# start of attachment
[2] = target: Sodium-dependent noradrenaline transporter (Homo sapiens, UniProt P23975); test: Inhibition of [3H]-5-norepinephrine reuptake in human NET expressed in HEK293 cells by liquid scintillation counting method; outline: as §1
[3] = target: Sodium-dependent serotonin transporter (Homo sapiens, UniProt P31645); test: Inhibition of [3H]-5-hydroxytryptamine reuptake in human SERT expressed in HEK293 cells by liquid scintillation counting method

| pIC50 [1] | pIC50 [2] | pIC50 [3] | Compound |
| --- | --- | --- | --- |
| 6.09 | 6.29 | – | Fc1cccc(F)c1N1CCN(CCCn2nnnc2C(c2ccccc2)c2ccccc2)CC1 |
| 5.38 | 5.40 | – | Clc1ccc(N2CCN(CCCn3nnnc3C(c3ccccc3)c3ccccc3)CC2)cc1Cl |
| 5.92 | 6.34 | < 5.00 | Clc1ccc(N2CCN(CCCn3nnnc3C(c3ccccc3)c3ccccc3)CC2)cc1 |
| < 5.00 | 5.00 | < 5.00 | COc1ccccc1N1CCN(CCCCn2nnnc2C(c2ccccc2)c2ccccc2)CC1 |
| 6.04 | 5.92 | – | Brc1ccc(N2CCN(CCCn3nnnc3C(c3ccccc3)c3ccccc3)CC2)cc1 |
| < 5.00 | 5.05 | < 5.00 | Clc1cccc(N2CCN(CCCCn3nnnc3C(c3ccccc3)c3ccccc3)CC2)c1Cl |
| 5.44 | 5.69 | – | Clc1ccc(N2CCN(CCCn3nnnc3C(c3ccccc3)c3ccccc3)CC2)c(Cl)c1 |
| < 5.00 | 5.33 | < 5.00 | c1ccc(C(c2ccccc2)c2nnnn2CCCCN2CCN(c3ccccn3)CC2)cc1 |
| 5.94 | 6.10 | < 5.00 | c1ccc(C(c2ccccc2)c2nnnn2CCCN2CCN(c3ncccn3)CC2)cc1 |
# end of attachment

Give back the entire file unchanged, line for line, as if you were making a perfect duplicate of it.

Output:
[2] = target: Sodium-dependent noradrenaline transporter (Homo sapiens, UniProt P23975); test: Inhibition of [3H]-5-norepinephrine reuptake in human NET expressed in HEK293 cells by liquid scintillation counting method; outline: as §1
[3] = target: Sodium-dependent serotonin transporter (Homo sapiens, UniProt P31645); test: Inhibition of [3H]-5-hydroxytryptamine reuptake in human SERT expressed in HEK293 cells by liquid scintillation counting method

| pIC50 [1] | pIC50 [2] | pIC50 [3] | Compound |
| --- | --- | --- | --- |
| 6.09 | 6.29 | – | Fc1cccc(F)c1N1CCN(CCCn2nnnc2C(c2ccccc2)c2ccccc2)CC1 |
| 5.38 | 5.40 | – | Clc1ccc(N2CCN(CCCn3nnnc3C(c3ccccc3)c3ccccc3)CC2)cc1Cl |
| 5.92 | 6.34 | < 5.00 | Clc1ccc(N2CCN(CCCn3nnnc3C(c3ccccc3)c3ccccc3)CC2)cc1 |
| < 5.00 | 5.00 | < 5.00 | COc1ccccc1N1CCN(CCCCn2nnnc2C(c2ccccc2)c2ccccc2)CC1 |
| 6.04 | 5.92 | – | Brc1ccc(N2CCN(CCCn3nnnc3C(c3ccccc3)c3ccccc3)CC2)cc1 |
| < 5.00 | 5.05 | < 5.00 | Clc1cccc(N2CCN(CCCCn3nnnc3C(c3ccccc3)c3ccccc3)CC2)c1Cl |
| 5.44 | 5.69 | – | Clc1ccc(N2CCN(CCCn3nnnc3C(c3ccccc3)c3ccccc3)CC2)c(Cl)c1 |
| < 5.00 | 5.33 | < 5.00 | c1ccc(C(c2ccccc2)c2nnnn2CCCCN2CCN(c3ccccn3)CC2)cc1 |
| 5.94 | 6.10 | < 5.00 | c1ccc(C(c2ccccc2)c2nnnn2CCCN2CCN(c3ncccn3)CC2)cc1 |